Happily for Chicago audiences, this will be Cerrudo’s home for at least three more years; Hubbard Street just extended his contract. The company takes fierce pride in their artistic resident, increasingly sought-after by companies across the country. This year, the Cincinnati Ballet and Tucson Ballet have picked up Cerrudo’s sensuous 2007 “Extremely Close.” He has been commissioned to create new works for Ballet Arizona and Pacific Northwest Ballet. All this is on top of ongoing commissions for his celebrated home company and fast on the heels of the current, monumental project. Read the rest of this entry »
Photo: Elizabeth McQuern
By Zach Freeman
Mark Cuban has a lot of money. You probably knew that. But did you know that he wants to give some of that money ($1,000 to be exact) to the Chicago performer who can out-comedy seven other challengers in an eight-week-long reality-show style tele-competition called “Impress These Apes” judged by a panel of three hyper-intelligent simians from the future? Probably not. Actually Cuban probably doesn’t even know that. But let’s go back a bit.
Last year, Steve Gadlin, executive producer and founder of “Impress These Apes,” went on the ABC reality pitch show “Shark Tank,” and with a ridiculously catchy song-and-dance, convinced the billionaire to invest in a project called “I Want to Draw a Cat For You” in which Gadlin, well, draws a cat for you. A stick-figure cat. And then he mails it to you. The song and dance seemed to seal the deal for Cuban. That’s because it’s a catchy song. In fact, after hearing it, it stays stuck in your head for several days and has so far inspired more than 7,000 people to buy a cat drawing. But, the thing is, when the deal was signed ($25,000 for thirty-three percent of the company), Cuban didn’t just put money into iwanttodrawacatforyou.com, he invested in Blewt! Productions, the parent company of the cat-drawing project, as well as several others, including “Impress These Apes.” So the owner of Landmark Theatres and the Dallas Mavericks now owns one-third of a Chicago comedy project featuring a competition whose winner earns the title Least Pitiful Human (and $1,000 of Cuban’s money). Read the rest of this entry »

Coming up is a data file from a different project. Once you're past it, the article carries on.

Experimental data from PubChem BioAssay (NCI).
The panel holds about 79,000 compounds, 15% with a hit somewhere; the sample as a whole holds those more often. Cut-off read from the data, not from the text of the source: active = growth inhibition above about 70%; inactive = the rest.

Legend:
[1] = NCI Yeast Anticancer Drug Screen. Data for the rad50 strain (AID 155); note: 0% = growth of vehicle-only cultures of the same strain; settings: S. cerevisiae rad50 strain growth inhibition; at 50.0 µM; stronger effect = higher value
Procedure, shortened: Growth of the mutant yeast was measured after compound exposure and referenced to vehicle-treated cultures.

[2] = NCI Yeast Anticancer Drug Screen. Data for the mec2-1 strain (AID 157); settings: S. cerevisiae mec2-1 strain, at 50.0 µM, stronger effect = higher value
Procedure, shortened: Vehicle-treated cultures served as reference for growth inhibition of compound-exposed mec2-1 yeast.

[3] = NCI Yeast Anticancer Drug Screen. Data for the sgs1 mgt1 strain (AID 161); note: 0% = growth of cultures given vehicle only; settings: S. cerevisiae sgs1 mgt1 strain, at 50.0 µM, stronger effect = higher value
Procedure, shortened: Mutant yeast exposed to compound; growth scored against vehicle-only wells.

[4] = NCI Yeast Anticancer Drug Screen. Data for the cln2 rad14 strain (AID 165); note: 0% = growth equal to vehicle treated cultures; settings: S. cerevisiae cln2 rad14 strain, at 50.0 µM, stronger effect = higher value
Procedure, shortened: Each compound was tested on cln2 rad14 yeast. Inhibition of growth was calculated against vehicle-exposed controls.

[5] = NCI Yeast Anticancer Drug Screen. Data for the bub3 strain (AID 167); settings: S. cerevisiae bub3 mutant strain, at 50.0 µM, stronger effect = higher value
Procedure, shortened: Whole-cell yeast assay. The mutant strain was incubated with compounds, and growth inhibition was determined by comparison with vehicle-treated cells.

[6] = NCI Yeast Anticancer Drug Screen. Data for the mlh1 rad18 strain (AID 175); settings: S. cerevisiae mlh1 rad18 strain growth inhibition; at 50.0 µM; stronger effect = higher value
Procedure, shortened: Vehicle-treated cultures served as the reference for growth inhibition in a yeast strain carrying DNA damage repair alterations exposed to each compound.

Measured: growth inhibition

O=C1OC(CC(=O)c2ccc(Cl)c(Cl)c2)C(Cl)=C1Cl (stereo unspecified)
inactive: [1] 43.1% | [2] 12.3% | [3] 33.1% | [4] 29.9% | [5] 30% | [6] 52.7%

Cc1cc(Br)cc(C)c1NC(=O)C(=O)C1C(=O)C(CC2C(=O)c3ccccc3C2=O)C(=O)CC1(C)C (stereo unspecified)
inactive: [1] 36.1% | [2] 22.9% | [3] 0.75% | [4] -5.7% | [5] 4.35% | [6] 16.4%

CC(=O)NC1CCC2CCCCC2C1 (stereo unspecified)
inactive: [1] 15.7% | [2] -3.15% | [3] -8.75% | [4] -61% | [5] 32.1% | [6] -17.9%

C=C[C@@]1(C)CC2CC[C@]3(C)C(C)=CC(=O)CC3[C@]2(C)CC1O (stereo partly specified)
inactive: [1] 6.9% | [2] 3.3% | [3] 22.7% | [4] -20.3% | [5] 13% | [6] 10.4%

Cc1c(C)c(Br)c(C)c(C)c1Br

Photo: Sooz Main
“As I was taking a shit just now, I suddenly realized that this can’t be just a coincidence that I’m sitting here taking a shit and at the same time thinking about it.”—The first line of “Kokkola”
In the “bald and bold” style of the Coen Brothers’ “Fargo,” as director Chad Eric Bergman describes it, Akvavit Theatre stages the United States premiere of the Finnish work “Kokkola,” translated by Nina Sallinen, with aplomb.
The young Akvavit Theatre company, founded just last year, bills their production as similar to the darkly comic film because of its very Nordic “sisu,” which is Finnish for steely perseverance in the face of all adversity. “The film calls it as it sees it,” says Bergman, a Finnish characteristic shared by “Kokkola” a hilarious “arctic tragedy.” Read the rest of this entry »